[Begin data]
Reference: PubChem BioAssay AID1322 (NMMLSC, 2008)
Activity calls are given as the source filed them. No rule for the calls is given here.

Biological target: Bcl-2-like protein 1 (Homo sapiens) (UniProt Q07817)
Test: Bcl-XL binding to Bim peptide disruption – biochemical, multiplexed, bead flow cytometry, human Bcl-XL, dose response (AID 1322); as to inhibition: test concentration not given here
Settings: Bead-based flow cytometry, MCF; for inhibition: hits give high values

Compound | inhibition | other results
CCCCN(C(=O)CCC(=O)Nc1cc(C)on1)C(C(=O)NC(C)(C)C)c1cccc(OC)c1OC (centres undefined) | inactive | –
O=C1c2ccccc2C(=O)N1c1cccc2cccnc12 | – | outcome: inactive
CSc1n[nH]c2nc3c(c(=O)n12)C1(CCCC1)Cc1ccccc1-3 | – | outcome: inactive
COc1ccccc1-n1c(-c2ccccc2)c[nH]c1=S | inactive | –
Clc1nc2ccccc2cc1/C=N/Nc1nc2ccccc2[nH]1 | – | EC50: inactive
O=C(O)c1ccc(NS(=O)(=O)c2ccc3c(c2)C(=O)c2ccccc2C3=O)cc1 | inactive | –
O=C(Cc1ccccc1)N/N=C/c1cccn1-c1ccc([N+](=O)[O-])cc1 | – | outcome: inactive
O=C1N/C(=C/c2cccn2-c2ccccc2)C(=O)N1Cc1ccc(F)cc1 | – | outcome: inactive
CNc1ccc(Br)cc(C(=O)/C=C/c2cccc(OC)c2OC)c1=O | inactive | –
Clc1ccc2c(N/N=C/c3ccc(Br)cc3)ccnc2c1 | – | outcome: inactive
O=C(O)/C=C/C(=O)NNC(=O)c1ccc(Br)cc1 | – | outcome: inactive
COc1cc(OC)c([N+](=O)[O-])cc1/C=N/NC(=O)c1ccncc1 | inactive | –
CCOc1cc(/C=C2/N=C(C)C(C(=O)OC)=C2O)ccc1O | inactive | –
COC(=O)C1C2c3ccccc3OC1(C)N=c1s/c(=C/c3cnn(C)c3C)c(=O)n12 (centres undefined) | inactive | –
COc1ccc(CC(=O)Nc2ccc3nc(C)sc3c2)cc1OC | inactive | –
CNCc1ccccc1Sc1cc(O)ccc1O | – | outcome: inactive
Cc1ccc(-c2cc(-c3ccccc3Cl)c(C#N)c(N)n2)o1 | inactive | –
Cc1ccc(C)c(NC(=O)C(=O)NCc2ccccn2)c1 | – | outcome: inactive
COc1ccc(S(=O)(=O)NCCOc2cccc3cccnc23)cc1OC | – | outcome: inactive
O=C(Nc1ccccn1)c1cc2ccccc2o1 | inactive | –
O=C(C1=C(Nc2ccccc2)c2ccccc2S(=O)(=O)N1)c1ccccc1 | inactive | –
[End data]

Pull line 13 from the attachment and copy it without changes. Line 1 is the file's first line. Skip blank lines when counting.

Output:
O=C(Cc1ccccc1)N/N=C/c1cccn1-c1ccc([N+](=O)[O-])cc1 | – | outcome: inactive